45.

165

.

PLUTARCH'S MORALIA (113) TTevdelv yvvaiKes /cat ot ^dp^apot,

B

yap dv8pa}V

rwv

elat (f>i,XoTTev6ear€pai

koI ol )(^eipovs avopes rcov ajxeivovcov, /cat avrcov he twv ^pov^ixaros dvhpeiorepov Tre^u/cdreff efjLTrXecp, pLoiXXov S', ctTrep dpa, AlyvTTTioL re /cat Sv)oot /cat AuSot /cat Trdvres oaoi rovrois irapaTTX-qaLot. rovTcov yap roiis fxev els ^odpovs rtvd? Karahuvras laropovcnv enl ttXcIovs rjfiepas fieveLV, firjSe TO rov tjXlov cx)s opdv ^ovXofievovs, eTreiSr) /cat o TereXevTTjKcjs dTrearep-qraL rovrov. "Icuv yovu o TpayiKos 7Toir]TT]s, ovk dv^Koos wv ttjs TODTCOV evr]deias,^ TreTTolrjKe riva Xeyovaav 'EiW'qvcov

i^rjXdov vficov i/ceVt? rj^covrcov^ rpo(j)6s TTalSiov,

Ttves

8e TcDv

^odpovs XiTTOvaa

^ap^dpwv

/cat

aTTOTefivovai, pXvas /cat cSra,

TTepdrjrrjpiovsfJiepr]

/cat

rov acofx-aros to dXXo acofia

KaTaiKL^ovres, BoKovvres rt x^pit^eadai rot? rereXevTTjKoaLv aTTapTCjOfjievoL ttjs Kara (jivaiv ev rot? TOtoyrois" fieTpLOTradelas

C

vTj Ala Tives VTTorvyxdvovres ovk em davdrcp rd Trevdrj helv oXovrai ylyveadai, aAA' enl toIs dcopoLs, Stct to firj^evos TeTVX'rjKevai T&v ev Tip jSt'oj vevofiLafxevcov dyadcov, olov ydfjiov vaiSelas TeXetoTrjTOs TToXnelas dpxdJv (rauTa yap elvai TCI XvTTovvTa fidXtaTa tovs eVt tocs dcopocs OTV^ovvTas, Stct TO d(f)rjp7]adai Trpo tov heovTos Ttjs cXttISos), dyvoovvTes otl 6 dcopos ddvaTOS cos TTpos TTjv Tcbv dvdpwTTiDV (f)vcnv ovSev Siacfjepet, ^ eirqdeiai] avvqdelas Hartman, - The reading v/xGiu r)Pd}VTU)v is found only in one >is.

23.

AAAd

TTaml

.

.

.

(B); the rest give nothing intelligible.

166

A LETTER TO APOLLONIUS,

113

are more given to it than men, and barbarians more than Greeks, and inferior men more than better men ; and of the barbarians themselves, not the most noble, Celts and Galatians, and all who by nature are filled with a more manly spirit, but rather, if such there are, the Eg}-ptians and Syrians and Lydians and all those who are like them. For it is recorded that some of these go down into pits and remain there for several days, not desiring even to behold the light of the sun since the deceased also At any rate the tragic poet Ion," who is bereft of it. was not without knowledge of the foohshness of these peoples, has represented a woman as saying :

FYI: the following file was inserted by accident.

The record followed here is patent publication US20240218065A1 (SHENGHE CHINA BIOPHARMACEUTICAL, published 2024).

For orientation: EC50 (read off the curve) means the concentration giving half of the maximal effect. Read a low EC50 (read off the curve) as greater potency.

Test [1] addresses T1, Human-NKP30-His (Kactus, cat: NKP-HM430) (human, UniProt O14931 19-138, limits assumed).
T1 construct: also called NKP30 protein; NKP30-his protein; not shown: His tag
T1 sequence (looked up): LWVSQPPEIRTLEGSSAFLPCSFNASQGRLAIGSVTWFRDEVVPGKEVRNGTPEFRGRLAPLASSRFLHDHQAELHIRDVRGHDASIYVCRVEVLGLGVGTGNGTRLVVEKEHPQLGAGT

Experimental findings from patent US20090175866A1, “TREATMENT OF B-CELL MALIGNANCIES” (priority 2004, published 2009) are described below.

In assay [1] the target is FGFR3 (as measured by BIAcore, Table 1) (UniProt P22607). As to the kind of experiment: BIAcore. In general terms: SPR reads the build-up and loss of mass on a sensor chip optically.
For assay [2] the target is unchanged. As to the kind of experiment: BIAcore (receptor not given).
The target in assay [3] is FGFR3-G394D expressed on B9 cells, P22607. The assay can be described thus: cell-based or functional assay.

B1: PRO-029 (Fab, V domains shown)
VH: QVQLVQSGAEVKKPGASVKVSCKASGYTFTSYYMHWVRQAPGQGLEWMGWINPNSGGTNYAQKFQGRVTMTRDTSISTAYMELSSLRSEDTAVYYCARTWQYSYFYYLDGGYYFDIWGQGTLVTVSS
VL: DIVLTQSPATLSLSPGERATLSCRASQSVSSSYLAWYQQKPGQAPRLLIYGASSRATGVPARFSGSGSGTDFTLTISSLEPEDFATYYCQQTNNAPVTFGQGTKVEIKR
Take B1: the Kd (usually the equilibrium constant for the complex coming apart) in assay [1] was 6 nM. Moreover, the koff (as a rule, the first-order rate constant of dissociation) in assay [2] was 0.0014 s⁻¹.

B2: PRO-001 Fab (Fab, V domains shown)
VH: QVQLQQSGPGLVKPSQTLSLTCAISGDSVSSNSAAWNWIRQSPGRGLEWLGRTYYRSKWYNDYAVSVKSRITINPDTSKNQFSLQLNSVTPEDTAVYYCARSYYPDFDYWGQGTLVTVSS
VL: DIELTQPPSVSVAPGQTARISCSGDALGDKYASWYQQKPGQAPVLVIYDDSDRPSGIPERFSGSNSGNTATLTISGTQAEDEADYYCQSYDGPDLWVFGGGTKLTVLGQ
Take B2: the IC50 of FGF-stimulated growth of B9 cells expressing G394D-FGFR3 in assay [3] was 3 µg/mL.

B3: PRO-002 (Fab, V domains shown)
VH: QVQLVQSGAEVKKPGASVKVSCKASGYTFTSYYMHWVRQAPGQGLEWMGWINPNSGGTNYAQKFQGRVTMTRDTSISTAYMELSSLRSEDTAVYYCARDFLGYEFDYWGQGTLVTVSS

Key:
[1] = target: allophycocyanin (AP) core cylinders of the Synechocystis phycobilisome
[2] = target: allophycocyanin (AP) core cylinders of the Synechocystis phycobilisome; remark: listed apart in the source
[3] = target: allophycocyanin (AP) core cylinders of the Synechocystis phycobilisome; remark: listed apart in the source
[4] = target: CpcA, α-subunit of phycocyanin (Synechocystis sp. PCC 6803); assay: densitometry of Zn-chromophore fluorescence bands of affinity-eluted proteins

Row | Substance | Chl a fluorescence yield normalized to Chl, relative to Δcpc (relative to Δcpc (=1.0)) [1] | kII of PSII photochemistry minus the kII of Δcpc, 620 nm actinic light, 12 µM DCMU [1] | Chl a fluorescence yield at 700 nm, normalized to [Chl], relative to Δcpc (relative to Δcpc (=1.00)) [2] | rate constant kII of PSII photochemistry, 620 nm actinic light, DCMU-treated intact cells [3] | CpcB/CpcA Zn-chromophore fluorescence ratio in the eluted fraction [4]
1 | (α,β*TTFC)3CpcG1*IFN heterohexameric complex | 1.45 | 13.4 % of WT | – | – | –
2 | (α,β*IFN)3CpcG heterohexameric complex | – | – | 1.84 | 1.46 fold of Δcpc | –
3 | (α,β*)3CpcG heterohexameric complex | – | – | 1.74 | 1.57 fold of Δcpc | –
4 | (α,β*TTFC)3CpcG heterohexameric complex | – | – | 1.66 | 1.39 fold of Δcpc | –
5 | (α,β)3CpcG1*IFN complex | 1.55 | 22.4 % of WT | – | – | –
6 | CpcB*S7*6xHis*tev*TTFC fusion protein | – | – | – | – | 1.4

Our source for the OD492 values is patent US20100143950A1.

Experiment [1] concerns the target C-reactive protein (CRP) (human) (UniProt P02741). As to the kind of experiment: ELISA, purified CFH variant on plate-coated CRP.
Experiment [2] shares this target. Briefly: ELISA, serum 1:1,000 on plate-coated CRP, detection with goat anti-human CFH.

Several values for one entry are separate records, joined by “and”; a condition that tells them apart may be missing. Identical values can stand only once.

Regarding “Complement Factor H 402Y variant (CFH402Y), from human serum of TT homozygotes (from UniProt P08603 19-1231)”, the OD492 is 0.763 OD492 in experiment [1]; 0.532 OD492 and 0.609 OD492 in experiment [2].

women

The nurse of lusty children I have come. To supplicate you, from the mourning pits.

And some of the barbarians even cut off parts of their bodies, their noses and ears, and mutilate other portions of their bodies also, thinking to gratify the

dead by abandoning that moderation of feeUng which Nature enjoins in such cases. 23. But I dare say that, in answer to this, some may assert their belief that there need not be mourning for every death, but only for untimely deaths, because of the failure of the dead to gain what are conunonly held to be the advantages of Hfe, such as marriage, education, manhood, citizenship, or public office (for these are the considerations, they say, which most cause grief to those who suffer misfortune through untimely deaths, since they but are robbed of their hope out of due time) they do not realize that the untimely death shows no disparity if it be considered with reference to the ;



Nauck, Trag. Graec. Frag.

p. 743, Ion,

No.

54.

167

PLUTARCH'S MORALIA (113) KadoLTTep

yap

Kaivrjv^

etg

rrjs

irarpiha

TTopeias

avayKaias /cat aTrapairrjTOV ol TrpoTTopevovrai ol S' inaKoXovdovaL, TrdvTes S' TaVTOV kp^OVTai, TOV aVTOV TpOTTOV r(X)V els TO

TrpoKeiiJLevrjs Trdaiv

fx€v €7TL

D

Xp^ojv vovatv

oSevovTCOV

ovSev

^paSvrepov

OL

7TapayLyvojji€Pa>v.

irXeov

€)(OVTes

Tvy)(d-

rdv ddrrov

dr]aLV

dAA' elaepxeo relxos, ifxov tckos,

114

aaaxjjjs